Please Note: This article is written for users of the following Microsoft Excel versions: 2007, 2010, and 2013. If you are using an earlier version (Excel 2003 or earlier), this tip may not work for you. For a version of this tip written specifically for earlier versions of Excel, click here: Moving Subtotals.

Moving Subtotals

by Allen Wyatt
(last updated September 8, 2016)

6

David was adding subtotals (Data tab of the ribbon, in the Outline group) to large worksheets and looking for a way to move the subtotal cells to different cells. For instance, assume that when Excel added the automatic subtotals, they were added in column S, and the SUBTOTAL formula added by Excel referred to ranges of cells in column S. David wanted to move the SUBTOTAL formulas (and only those formulas) out of column S to column T, and have the formulas still refer to detail in column S.

One option is to go through and move the SUBTOTAL formulas, one at a time, to the desired locations. (You would use Ctrl+X and Ctrl+V to move the cells, rather than Ctrl+C and Ctrl+V to merely create copies of the cells.) If the worksheets are large, with many subtotals, this can become very tedious very quickly.

Tedium in Excel is often the primary impetus for creating a macro. This case is no exception. It is possible to create a macro that will do the actual move of the SUBTOTAL formulas. Consider the following example:

Sub MoveSubtotals()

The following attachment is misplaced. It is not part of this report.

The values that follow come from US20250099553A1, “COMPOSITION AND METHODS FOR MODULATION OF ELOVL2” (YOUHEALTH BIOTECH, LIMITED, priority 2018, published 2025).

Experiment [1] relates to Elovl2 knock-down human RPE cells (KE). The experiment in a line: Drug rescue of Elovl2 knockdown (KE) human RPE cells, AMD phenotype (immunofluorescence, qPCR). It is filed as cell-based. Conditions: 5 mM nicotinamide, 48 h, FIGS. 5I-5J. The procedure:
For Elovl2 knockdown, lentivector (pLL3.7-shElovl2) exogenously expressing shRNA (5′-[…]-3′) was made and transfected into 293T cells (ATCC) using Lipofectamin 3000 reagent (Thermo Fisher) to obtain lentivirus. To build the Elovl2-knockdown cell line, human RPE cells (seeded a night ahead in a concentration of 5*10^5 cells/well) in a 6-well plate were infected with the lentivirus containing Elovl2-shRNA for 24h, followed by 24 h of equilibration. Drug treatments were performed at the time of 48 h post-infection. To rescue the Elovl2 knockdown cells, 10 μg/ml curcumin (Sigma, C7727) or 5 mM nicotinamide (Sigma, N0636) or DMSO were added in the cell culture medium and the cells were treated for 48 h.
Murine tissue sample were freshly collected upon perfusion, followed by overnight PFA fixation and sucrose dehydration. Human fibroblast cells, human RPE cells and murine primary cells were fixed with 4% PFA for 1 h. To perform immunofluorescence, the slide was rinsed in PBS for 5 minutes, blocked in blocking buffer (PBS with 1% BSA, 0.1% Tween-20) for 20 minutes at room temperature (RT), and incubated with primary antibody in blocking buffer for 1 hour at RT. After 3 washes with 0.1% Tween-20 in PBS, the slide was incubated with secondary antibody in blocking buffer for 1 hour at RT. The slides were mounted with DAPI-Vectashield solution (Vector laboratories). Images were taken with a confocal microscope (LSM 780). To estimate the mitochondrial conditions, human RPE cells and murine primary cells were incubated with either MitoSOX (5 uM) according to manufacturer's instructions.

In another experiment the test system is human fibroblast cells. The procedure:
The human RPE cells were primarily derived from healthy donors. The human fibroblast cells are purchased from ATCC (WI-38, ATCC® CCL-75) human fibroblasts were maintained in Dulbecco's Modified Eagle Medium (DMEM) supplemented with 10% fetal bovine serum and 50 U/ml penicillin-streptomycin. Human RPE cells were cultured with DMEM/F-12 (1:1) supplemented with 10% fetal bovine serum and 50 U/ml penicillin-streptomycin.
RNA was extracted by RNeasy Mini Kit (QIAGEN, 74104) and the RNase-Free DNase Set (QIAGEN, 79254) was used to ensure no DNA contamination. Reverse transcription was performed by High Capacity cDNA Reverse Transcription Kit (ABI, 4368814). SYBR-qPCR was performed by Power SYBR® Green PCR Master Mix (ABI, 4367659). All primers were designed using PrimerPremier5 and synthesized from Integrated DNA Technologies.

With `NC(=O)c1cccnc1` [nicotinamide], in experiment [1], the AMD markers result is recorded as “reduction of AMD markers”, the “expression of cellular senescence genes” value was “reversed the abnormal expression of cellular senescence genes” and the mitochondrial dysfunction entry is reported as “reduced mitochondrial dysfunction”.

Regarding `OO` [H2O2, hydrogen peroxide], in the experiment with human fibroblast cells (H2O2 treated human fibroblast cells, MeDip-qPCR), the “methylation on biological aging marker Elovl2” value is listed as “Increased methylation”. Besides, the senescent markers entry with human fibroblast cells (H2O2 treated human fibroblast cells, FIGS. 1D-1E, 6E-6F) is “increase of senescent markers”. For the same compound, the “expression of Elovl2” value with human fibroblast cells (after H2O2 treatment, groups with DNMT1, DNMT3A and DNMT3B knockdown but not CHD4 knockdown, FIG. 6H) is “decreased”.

Dim rCell As Range
    Dim rng As Range
    Dim iCol As Integer
    Dim iOffset As Integer

    iCol = 19  '19 is Column S
    iOffset = 1 'Positives go right, negatives go left
    Set rng = Intersect(Selection.CurrentRegion, Columns(iCol))
    For Each rCell In rng
        If InStr(rCell.Formula, "SUBTOTAL") Then
            rCell.Offset(0, iOffset).Formula = _
                rCell.Formula
            rCell.ClearContents
        End If
    Next
End Sub

This example works by examining each cell selected in column S. If the formula in the cell contains the word SUBTOTAL, then the formula is copied one column to the right, in column T, and deleted from the cell in column S. You can change the distance left or right that the subtotals are moved by simply changing the value assigned to the iOffset variable.

ExcelTips is your source for cost-effective Microsoft Excel training. This tip (8643) applies to Microsoft Excel 2007, 2010, and 2013. You can find a version of this tip for the older menu interface of Excel here: Moving Subtotals.

Author Bio

Allen Wyatt

With more than 50 non-fiction books and numerous magazine articles to his credit, Allen Wyatt is an internationally recognized author. He  is president of Sharon Parq Associates, a computer and publishing services company. ...

MORE FROM ALLEN

Inserting Tomorrow's Date

You can use a couple of different worksheet functions to enter today's date in a cell. What if you want to calculate ...

Discover More

Ignoring Paragraph Marks when Pasting

Paste information in a worksheet, and you may end up with Excel placing it into lots of different cells. If you want it ...

Discover More

Converting from Open Office to Word

If you have a number of documents in Open Office format, you may want to work with them in Word. There are several ways ...

Discover More